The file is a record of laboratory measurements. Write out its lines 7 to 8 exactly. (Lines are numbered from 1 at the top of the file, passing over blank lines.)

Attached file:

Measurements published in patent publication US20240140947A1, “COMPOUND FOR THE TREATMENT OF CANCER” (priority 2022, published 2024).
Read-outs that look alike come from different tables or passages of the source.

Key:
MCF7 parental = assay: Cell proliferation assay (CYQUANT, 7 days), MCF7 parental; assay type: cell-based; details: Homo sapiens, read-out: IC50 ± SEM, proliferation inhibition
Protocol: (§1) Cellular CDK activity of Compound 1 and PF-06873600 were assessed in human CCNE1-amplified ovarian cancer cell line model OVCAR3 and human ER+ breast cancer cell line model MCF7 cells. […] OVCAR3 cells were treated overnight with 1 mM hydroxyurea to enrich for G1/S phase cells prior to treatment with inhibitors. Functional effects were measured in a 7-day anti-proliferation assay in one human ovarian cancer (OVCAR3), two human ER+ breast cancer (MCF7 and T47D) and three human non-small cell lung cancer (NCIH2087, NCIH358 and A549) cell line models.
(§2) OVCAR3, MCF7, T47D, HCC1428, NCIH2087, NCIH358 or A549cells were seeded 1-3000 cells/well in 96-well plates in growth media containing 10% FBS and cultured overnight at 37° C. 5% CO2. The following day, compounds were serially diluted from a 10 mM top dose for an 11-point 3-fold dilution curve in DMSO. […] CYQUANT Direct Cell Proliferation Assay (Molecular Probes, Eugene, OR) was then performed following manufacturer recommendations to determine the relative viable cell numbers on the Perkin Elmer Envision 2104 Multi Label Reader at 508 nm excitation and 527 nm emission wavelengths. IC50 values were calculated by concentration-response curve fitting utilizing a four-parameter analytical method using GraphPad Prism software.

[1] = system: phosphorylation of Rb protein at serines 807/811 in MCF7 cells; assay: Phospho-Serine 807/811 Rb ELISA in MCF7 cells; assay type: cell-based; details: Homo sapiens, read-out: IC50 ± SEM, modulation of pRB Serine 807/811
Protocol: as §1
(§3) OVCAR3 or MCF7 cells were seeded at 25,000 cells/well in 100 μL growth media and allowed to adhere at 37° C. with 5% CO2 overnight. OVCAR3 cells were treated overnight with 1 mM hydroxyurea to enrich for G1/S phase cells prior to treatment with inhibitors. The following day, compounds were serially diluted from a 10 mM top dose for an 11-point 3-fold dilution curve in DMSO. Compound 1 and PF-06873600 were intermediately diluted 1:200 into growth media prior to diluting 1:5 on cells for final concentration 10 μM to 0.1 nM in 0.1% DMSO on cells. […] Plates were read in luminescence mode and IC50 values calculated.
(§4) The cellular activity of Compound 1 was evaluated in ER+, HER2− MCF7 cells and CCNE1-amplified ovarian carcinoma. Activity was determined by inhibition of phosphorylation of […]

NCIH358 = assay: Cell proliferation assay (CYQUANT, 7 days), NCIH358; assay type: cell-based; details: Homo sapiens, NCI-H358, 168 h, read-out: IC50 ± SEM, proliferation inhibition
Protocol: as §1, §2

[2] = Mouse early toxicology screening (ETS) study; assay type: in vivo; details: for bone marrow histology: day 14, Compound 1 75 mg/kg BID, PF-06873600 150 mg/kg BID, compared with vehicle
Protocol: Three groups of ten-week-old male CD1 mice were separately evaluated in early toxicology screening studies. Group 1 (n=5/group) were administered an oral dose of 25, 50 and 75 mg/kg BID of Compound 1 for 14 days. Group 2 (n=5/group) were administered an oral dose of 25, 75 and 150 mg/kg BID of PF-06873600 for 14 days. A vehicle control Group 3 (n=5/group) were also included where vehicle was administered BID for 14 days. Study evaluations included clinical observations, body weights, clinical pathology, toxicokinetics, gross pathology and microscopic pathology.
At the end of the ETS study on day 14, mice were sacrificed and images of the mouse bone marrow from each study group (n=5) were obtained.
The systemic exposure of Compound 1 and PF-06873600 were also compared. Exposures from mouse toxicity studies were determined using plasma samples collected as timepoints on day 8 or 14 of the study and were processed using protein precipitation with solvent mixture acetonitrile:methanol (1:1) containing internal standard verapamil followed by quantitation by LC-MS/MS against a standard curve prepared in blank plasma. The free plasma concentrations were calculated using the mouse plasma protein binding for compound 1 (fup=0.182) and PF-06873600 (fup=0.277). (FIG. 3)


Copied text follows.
[1] = system: phosphorylation of Rb protein at serines 807/811 in MCF7 cells; assay: Phospho-Serine 807/811 Rb ELISA in MCF7 cells; assay type: cell-based; details: Homo sapiens, read-out: IC50 ± SEM, modulation of pRB Serine 807/811
Protocol: as §1